Aside from Rian Johnson, no one person associated with Star Wars has had a target painted on them as big as the one on Kathleen Kennedy. The beleaguered Lucasfilm president’s run has been nothing if not tempestuous. Under her watch, Star Wars relaunched with the blockbuster first installment of the sequel trilogy, The Force Awakens. Then, the following year, Lucasfilm delivered Rogue One: A Star Wars Story. Rogue One is arguably considered one of the best films of the entire franchise. But things went, to some degree, off the rails from there.

JJ Abrams; Kathleen Kennedy
Kennedy and director J.J. Abrams on the set of The Force Awakens.
(Image: David James/Lucasfilm ltd.)

Granted, The Last Jedi was a success at the box office, but at what cost? The film’s divisiveness split the fan base. And the subject of how the studio bungled Solo: A Star Wars Story is one we’ve addressed multiple times, as well. With so much riding on Star Wars: Episode IX, Kathleen Kennedy recently spoke to Rolling Stone about The Rise of Skywalker, Star Wars in general, and what the future holds from there. Based on Kennedy’s own words, her tenure at Lucasfilm appears to be in limbo.

Kathleen Kennedy: Disconnected from Star Wars

Kathleen Kennedy; The Last Jedi; Lucasfilm
What appears to be an awkward moment between Carrie Fisher, Rian Johnson, Mark Hamill, and KAthleen Kennedy on the set of The Last Jedi. (Image: Annie Liebovitz for Vanity Fair.)

When it comes to The Last Jedi, Kennedy still doesn’t seem to understand just how the film affected the franchise. In describing the film and Rian Johnson’s treatment of Star Wars, Kathleen Kennedy had this to say:

I mean, I love what Rian did …. And I really appreciated the bold moves that he did make. I think people forget that, especially when you’re doing a trilogy structure, the first movie is setting things up, the second is usually the conflict, and the third is the resolution.”

There’s a condescending air to her words here. “I think people forget that …” screams of a defensive excuse for the film, as if she’s blaming the fans for their feelings. She is, however, correct to some extent; the second film of a trilogy usually is the conflict. What she seems to forget is that the conflict is supposed to be part of the plot, not the film itself.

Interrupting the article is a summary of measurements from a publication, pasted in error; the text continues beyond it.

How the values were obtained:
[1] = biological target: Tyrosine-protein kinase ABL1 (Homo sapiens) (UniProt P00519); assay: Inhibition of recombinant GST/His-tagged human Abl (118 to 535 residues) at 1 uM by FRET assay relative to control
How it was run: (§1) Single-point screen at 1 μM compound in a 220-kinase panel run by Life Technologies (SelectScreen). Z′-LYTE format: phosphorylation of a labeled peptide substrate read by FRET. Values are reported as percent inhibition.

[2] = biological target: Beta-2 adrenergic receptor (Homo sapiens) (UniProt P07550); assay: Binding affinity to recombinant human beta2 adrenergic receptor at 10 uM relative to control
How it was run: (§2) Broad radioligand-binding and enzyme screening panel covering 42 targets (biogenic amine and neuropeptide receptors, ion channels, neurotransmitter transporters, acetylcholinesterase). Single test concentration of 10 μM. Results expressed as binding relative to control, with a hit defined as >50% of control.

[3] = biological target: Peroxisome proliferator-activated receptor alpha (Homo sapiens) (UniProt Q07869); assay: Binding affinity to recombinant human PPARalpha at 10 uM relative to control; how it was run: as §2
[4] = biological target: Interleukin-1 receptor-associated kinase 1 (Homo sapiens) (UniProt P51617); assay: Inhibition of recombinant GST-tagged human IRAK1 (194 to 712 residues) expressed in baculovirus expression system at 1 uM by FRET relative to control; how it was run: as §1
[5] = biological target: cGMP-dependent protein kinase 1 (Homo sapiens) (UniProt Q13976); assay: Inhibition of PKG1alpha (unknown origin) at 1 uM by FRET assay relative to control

Sourcing Star Wars

Legends; Expanded Universe

Kathleen Kennedy’s disconnect from Star Wars and its fans doesn’t end there, however. Look no further than her comments regarding The Rise of Skywalker to illustrate that fact. Of making the film, she remarked:

“[t]here’s no source material. We don’t have comic books… don’t have 800-page novels. We don’t have anything other than passionate storytellers who get together and talk about what the next iteration might be.”

The first thing Disney did when it acquired Lucasfilm was to declare the Expanded Universe no longer canon, relegating it to “Legends” status. Admittedly much of the material no longer fits within the new, post-Disney Star Wars canon. But to say that there’s no source material for this or future Star Wars stories? There are literally millions of pages of material from which Lucasfilm can draw for inspiration and basis. Obviously it doesn’t have to copy EU material in-fact. Frankly, it shouldn’t. But to say there’s no source material shows that Kathleen Kennedy truly doesn’t understand the Star Wars universe, or its fans.

The future

Perhaps she’s beginning to realize her own shortcomings, too. Fans, critics, and even the show’s stars have heaped lavish praise upon Jon Favreau for The Mandalorian. Kevin Feige, the mastermind behind the Marvel Cinematic Universe, now has his spoon in the Star Wars pot, too. So are Kathleen Kennedy’s days as president of Lucasfilm numbered? Kennedy herself doesn’t even seem confident of her future:

What happens in the future, and how long and how much longer I do this? I don’t know yet. I’m looking at all of that.”

For now, Star Wars appears to be stable. The Rise of Skywalker has fans waiting with eager anticipation. Many are calling The Mandalorian, after just two, short episodes, the best thing in Star Wars in decades. Even the new video game Star Wars Jedi: Fallen Order appears to be a roaring success. Beyond that? Well, as Kathleen Kennedy says:

…. what the future holds, who knows.”

Source: Rolling Stone